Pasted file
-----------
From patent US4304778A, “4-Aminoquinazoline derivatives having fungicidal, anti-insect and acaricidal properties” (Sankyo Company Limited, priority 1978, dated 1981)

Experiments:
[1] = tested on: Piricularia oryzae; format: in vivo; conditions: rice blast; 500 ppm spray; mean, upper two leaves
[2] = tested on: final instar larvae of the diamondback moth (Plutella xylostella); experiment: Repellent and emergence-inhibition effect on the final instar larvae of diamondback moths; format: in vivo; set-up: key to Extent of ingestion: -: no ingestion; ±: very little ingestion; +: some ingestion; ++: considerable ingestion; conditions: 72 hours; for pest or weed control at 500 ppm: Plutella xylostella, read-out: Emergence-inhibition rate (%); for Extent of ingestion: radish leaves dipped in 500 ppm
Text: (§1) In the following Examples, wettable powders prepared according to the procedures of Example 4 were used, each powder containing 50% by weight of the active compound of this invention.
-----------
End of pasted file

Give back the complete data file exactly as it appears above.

From patent US4304778A, “4-Aminoquinazoline derivatives having fungicidal, anti-insect and acaricidal properties” (Sankyo Company Limited, priority 1978, dated 1981)

Experiments:
[1] = tested on: Piricularia oryzae; format: in vivo; conditions: rice blast; 500 ppm spray; mean, upper two leaves
[2] = tested on: final instar larvae of the diamondback moth (Plutella xylostella); experiment: Repellent and emergence-inhibition effect on the final instar larvae of diamondback moths; format: in vivo; set-up: key to Extent of ingestion: -: no ingestion; ±: very little ingestion; +: some ingestion; ++: considerable ingestion; conditions: 72 hours; for pest or weed control at 500 ppm: Plutella xylostella, read-out: Emergence-inhibition rate (%); for Extent of ingestion: radish leaves dipped in 500 ppm
Text: (§1) In the following Examples, wettable powders prepared according to the procedures of Example 4 were used, each powder containing 50% by weight of the active compound of this invention.